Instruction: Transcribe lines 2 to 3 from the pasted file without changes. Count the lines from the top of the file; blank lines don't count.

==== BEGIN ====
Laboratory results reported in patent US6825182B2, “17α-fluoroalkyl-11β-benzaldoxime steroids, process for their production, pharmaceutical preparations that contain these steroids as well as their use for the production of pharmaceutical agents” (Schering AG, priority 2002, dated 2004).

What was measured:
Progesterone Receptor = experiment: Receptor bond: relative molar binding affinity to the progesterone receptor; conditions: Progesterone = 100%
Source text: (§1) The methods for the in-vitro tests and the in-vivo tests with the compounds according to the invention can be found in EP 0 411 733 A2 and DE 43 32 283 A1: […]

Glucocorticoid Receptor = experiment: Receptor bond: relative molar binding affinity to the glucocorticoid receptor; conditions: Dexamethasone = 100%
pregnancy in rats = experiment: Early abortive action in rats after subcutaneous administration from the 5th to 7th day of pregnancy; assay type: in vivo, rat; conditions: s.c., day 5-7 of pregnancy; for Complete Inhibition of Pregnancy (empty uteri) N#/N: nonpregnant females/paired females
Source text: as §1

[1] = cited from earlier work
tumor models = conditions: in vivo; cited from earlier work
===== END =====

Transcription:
What was measured:
Progesterone Receptor = experiment: Receptor bond: relative molar binding affinity to the progesterone receptor; conditions: Progesterone = 100%